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The Decline and Rise of Interstate Migration in the United States: Evidence from the IPUMS, 1850-1990

  • Joshua L. Rosenbloom
  • William A. Sundstrom

We examine evidence on trends in interstate migration over the past 150 years, using data from the Integrated Public Use Microdata Series of the U.S. Census (IPUMS). Two measures of migration are calculated. The first considers an individual to have moved if she is residing in a state different from her state of birth. The second considers a family to have moved if it is residing in a state different from the state of birth of one of its young children. The latter measure allows us estimate the timing of moves more accurately. Our results suggest that overall migration propensities have followed a U-shaped trend since 1850, falling until around 1900 and then rising until around 1970. We examine variation in the propensity to make an interstate move by age, sex, race, nativity, region of origin, family structure, and education. Counterfactuals based on probit estimates of the propensity to migrate suggest that the rise in migration of families since 1900 is largely attributable to increased educational attainment. The decline of interstate migration in the late nineteenth century remains to be explained.

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Paper provided by National Bureau of Economic Research, Inc in its series NBER Working Papers with number 9857.

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Date of creation: Jul 2003
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Publication status: published as Field, Alexander J. (ed.) Research in economic history. Volume 22. Amsterdam and San Diego: Elsevier, JAI, 2004.
Handle: RePEc:nbr:nberwo:9857
Note: LS
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  1. Barro, Robert J & Sala-i-Martin, Xavier, 1992. "Convergence," Journal of Political Economy, University of Chicago Press, vol. 100(2), pages 223-51, April.
  2. Claudia Goldin, 1999. "A Brief History of Education in the United States," NBER Historical Working Papers 0119, National Bureau of Economic Research, Inc.
  3. Olivier Jean Blanchard & Lawrence F. Katz, 1992. "Regional Evolutions," Brookings Papers on Economic Activity, Economic Studies Program, The Brookings Institution, vol. 23(1), pages 1-76.
  4. Richard H. Steckel, 1982. "The Economic Foundations of East-West Migration During the Nineteenth Century," NBER Working Papers 0881, National Bureau of Economic Research, Inc.
  5. Rosenbloom, Joshua L., 1990. "One Market or Many? Labor Market Integration in the Late Nineteenth-Century United States," The Journal of Economic History, Cambridge University Press, vol. 50(01), pages 85-107, March.
  6. Price V. Fishback & William C. Horrace & Shawn Kantor, 2001. "Do Federal Programs Affect Internal Migration? The Impact of New Deal Expenditures on Mobility During the Great Depression," NBER Working Papers 8283, National Bureau of Economic Research, Inc.
  7. Gary Sandefur & Wilbur Scott, 1981. "A dynamic analysis of migration: an assessment of the effects of age, family and career variables," Demography, Springer, vol. 18(3), pages 355-368, August.
  8. Goldin, Claudia, 1998. "America's Graduation from High School: The Evolution and Spread of Secondary Schooling in the Twentieth Century," The Journal of Economic History, Cambridge University Press, vol. 58(02), pages 345-374, June.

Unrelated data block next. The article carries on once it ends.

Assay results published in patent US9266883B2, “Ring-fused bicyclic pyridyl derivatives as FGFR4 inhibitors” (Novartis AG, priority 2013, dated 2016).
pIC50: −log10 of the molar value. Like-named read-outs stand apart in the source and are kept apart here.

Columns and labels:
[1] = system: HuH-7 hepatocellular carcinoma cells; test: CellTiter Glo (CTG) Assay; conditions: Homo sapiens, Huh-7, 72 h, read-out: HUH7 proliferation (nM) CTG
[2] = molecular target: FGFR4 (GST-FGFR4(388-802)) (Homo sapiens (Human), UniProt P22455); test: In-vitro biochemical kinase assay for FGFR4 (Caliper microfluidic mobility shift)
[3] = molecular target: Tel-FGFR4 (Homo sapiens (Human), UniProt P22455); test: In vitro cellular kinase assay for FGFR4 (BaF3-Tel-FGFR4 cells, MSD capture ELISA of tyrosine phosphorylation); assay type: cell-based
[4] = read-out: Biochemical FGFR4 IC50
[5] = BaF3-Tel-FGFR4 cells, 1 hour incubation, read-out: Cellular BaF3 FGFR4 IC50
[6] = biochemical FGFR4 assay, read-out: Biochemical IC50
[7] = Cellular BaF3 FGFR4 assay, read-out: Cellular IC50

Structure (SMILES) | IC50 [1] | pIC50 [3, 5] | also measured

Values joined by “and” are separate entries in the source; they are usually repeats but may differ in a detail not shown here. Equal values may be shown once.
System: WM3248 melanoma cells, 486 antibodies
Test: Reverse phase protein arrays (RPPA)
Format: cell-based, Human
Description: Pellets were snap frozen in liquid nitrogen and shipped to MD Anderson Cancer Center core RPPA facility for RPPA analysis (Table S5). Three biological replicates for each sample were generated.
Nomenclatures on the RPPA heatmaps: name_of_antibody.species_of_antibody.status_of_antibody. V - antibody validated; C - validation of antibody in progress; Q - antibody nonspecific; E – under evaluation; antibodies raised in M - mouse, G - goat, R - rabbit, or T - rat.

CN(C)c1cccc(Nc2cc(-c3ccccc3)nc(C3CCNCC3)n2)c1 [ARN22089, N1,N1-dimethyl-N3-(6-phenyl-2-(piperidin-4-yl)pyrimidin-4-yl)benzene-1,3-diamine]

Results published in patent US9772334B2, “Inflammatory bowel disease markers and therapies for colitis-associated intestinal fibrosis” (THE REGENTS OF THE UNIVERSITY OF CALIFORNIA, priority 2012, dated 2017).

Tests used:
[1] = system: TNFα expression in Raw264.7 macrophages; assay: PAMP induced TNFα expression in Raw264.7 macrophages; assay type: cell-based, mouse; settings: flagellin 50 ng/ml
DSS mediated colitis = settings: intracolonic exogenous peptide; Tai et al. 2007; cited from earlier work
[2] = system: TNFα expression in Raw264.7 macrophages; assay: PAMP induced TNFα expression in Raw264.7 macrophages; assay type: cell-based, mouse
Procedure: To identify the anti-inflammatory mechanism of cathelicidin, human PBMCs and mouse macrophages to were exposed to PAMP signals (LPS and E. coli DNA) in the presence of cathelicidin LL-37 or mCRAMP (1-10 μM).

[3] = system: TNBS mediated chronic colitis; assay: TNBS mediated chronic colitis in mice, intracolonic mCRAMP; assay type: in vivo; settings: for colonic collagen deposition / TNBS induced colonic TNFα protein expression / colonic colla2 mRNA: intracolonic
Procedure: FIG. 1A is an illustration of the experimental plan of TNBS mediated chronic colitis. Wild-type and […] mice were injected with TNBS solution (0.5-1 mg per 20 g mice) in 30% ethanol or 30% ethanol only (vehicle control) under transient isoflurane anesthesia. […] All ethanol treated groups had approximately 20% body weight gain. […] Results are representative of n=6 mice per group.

9. Robert J. Barro & Xavier Sala-i-Martin, 1991. "Convergence across States and Regions," Brookings Papers on Economic Activity, Economic Studies Program, The Brookings Institution, vol. 22(1), pages 107-182.
  10. repec:cup:jechis:v:57:y:1997:i:03:p:607-632_01 is not listed on IDEAS
  11. Carrington, William J & Detragiache, Enrica & Vishwanath, Tara, 1996. "Migration with Endogenous Moving Costs," American Economic Review, American Economic Association, vol. 86(4), pages 909-30, September.
  12. Greenwood, Michael J, 1975. "Research on Internal Migration in the United States: A Survey," Journal of Economic Literature, American Economic Association, vol. 13(2), pages 397-433, June.
  13. Gallaway, Lowell E. & Vedder, Richard K., 1971. "Mobility of Native Americans," The Journal of Economic History, Cambridge University Press, vol. 31(03), pages 613-649, September.
  14. Chiswick, Barry R., 2000. "Are Immigrants Favorably Self-Selected? An Economic Analysis," IZA Discussion Papers 131, Institute for the Study of Labor (IZA).
  15. Schaefer, Donald F., 1989. "Locational Choice in the Antebellum South," The Journal of Economic History, Cambridge University Press, vol. 49(01), pages 145-165, March.
  16. Rosenbloom, Joshua L., 1996. "Was There a National Labor Market at the End of the Nineteenth Century? New Evidence on Earnings in Manufacturing," The Journal of Economic History, Cambridge University Press, vol. 56(03), pages 626-656, September.
  17. Larry Long, 1973. "Migration differentials by education and occupation: Trends and variations," Demography, Springer, vol. 10(2), pages 243-258, May.
  18. Treyz, George I, et al, 1993. "The Dynamics of U.S. Internal Migration," The Review of Economics and Statistics, MIT Press, vol. 75(2), pages 209-14, May.
  19. Borjas, George J. & Bronars, Stephen G. & Trejo, Stephen J., 1992. "Self-selection and internal migration in the United States," Journal of Urban Economics, Elsevier, vol. 32(2), pages 159-185, September.
  20. Schwartz, Aba, 1976. "Migration, Age, and Education," Journal of Political Economy, University of Chicago Press, vol. 84(4), pages 701-19, August.
  21. Collins, Wiiliam J., 1997. "When the Tide Turned: Immigration and the Delay of the Great Black Migration," The Journal of Economic History, Cambridge University Press, vol. 57(03), pages 607-632, September.
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